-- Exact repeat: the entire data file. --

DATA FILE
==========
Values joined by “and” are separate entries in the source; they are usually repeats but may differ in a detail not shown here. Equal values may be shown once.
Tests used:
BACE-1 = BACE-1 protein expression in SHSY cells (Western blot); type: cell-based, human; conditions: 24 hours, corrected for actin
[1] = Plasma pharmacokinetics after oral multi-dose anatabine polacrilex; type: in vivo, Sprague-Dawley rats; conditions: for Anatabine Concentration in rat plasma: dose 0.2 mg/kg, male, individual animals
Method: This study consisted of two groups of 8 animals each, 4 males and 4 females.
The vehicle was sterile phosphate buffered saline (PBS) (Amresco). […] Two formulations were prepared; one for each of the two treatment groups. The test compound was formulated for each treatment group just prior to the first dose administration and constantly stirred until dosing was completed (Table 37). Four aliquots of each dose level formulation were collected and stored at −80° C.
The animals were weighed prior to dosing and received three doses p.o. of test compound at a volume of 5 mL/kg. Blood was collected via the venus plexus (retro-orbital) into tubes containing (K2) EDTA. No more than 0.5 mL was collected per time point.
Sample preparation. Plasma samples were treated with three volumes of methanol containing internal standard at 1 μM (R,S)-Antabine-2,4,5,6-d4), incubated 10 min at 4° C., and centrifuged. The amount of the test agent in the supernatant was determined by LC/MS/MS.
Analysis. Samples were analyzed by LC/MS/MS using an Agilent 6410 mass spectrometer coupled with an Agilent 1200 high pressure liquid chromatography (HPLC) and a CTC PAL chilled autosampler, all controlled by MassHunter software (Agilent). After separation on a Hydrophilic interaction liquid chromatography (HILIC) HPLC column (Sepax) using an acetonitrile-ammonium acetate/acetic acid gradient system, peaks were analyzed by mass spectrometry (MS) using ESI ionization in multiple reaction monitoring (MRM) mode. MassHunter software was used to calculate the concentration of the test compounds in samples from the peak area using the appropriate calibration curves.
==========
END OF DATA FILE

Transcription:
Values joined by “and” are separate entries in the source; they are usually repeats but may differ in a detail not shown here. Equal values may be shown once.
Tests used:
BACE-1 = BACE-1 protein expression in SHSY cells (Western blot); type: cell-based, human; conditions: 24 hours, corrected for actin
[1] = Plasma pharmacokinetics after oral multi-dose anatabine polacrilex; type: in vivo, Sprague-Dawley rats; conditions: for Anatabine Concentration in rat plasma: dose 0.2 mg/kg, male, individual animals
Method: This study consisted of two groups of 8 animals each, 4 males and 4 females.
The vehicle was sterile phosphate buffered saline (PBS) (Amresco). […] Two formulations were prepared; one for each of the two treatment groups. The test compound was formulated for each treatment group just prior to the first dose administration and constantly stirred until dosing was completed (Table 37). Four aliquots of each dose level formulation were collected and stored at −80° C.
The animals were weighed prior to dosing and received three doses p.o. of test compound at a volume of 5 mL/kg. Blood was collected via the venus plexus (retro-orbital) into tubes containing (K2) EDTA. No more than 0.5 mL was collected per time point.
Sample preparation. Plasma samples were treated with three volumes of methanol containing internal standard at 1 μM (R,S)-Antabine-2,4,5,6-d4), incubated 10 min at 4° C., and centrifuged. The amount of the test agent in the supernatant was determined by LC/MS/MS.
Analysis. Samples were analyzed by LC/MS/MS using an Agilent 6410 mass spectrometer coupled with an Agilent 1200 high pressure liquid chromatography (HPLC) and a CTC PAL chilled autosampler, all controlled by MassHunter software (Agilent). After separation on a Hydrophilic interaction liquid chromatography (HILIC) HPLC column (Sepax) using an acetonitrile-ammonium acetate/acetic acid gradient system, peaks were analyzed by mass spectrometry (MS) using ESI ionization in multiple reaction monitoring (MRM) mode. MassHunter software was used to calculate the concentration of the test compounds in samples from the peak area using the appropriate calibration curves.